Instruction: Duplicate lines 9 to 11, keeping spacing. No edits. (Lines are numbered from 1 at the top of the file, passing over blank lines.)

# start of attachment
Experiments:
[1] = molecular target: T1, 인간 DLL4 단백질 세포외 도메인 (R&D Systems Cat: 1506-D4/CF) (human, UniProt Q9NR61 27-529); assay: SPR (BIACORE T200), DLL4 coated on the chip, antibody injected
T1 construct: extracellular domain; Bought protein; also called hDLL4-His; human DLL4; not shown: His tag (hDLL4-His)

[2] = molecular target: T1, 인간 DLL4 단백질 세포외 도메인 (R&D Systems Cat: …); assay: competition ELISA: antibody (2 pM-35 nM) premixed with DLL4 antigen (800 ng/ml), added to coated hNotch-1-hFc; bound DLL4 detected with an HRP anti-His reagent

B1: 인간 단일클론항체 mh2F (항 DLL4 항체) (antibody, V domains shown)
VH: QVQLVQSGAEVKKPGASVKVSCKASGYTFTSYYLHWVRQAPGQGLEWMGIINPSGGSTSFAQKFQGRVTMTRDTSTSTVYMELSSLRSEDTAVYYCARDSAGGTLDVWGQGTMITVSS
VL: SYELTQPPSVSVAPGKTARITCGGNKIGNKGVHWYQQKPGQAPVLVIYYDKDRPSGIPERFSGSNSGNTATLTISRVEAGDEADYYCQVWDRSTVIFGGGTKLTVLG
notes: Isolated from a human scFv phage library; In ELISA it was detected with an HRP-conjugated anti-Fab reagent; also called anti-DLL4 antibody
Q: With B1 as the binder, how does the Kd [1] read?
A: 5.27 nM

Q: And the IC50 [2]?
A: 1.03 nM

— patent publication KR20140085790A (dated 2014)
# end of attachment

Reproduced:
Q: With B1 as the binder, how does the Kd [1] read?
A: 5.27 nM

Q: And the IC50 [2]?